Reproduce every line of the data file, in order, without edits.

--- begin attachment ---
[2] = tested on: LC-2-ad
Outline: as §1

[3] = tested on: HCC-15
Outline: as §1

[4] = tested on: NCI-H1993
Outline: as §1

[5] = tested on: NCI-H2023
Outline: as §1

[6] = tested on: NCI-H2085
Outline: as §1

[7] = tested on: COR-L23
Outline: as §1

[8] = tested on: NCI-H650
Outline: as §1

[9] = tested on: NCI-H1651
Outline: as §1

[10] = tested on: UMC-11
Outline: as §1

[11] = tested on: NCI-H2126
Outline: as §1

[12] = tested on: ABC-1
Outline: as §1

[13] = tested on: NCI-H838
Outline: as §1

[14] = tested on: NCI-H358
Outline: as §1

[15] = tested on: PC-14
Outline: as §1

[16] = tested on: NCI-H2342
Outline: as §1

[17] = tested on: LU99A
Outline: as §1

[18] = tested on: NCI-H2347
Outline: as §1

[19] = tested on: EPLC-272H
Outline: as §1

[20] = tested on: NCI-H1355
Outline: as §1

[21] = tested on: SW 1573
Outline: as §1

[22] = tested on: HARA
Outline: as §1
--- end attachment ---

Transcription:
[2] = tested on: LC-2-ad
Outline: as §1

[3] = tested on: HCC-15
Outline: as §1

[4] = tested on: NCI-H1993
Outline: as §1

[5] = tested on: NCI-H2023
Outline: as §1

[6] = tested on: NCI-H2085
Outline: as §1

[7] = tested on: COR-L23
Outline: as §1

[8] = tested on: NCI-H650
Outline: as §1

[9] = tested on: NCI-H1651
Outline: as §1

[10] = tested on: UMC-11
Outline: as §1

[11] = tested on: NCI-H2126
Outline: as §1

[12] = tested on: ABC-1
Outline: as §1

[13] = tested on: NCI-H838
Outline: as §1

[14] = tested on: NCI-H358
Outline: as §1

[15] = tested on: PC-14
Outline: as §1

[16] = tested on: NCI-H2342
Outline: as §1

[17] = tested on: LU99A
Outline: as §1

[18] = tested on: NCI-H2347
Outline: as §1

[19] = tested on: EPLC-272H
Outline: as §1

[20] = tested on: NCI-H1355
Outline: as §1

[21] = tested on: SW 1573
Outline: as §1

[22] = tested on: HARA
Outline: as §1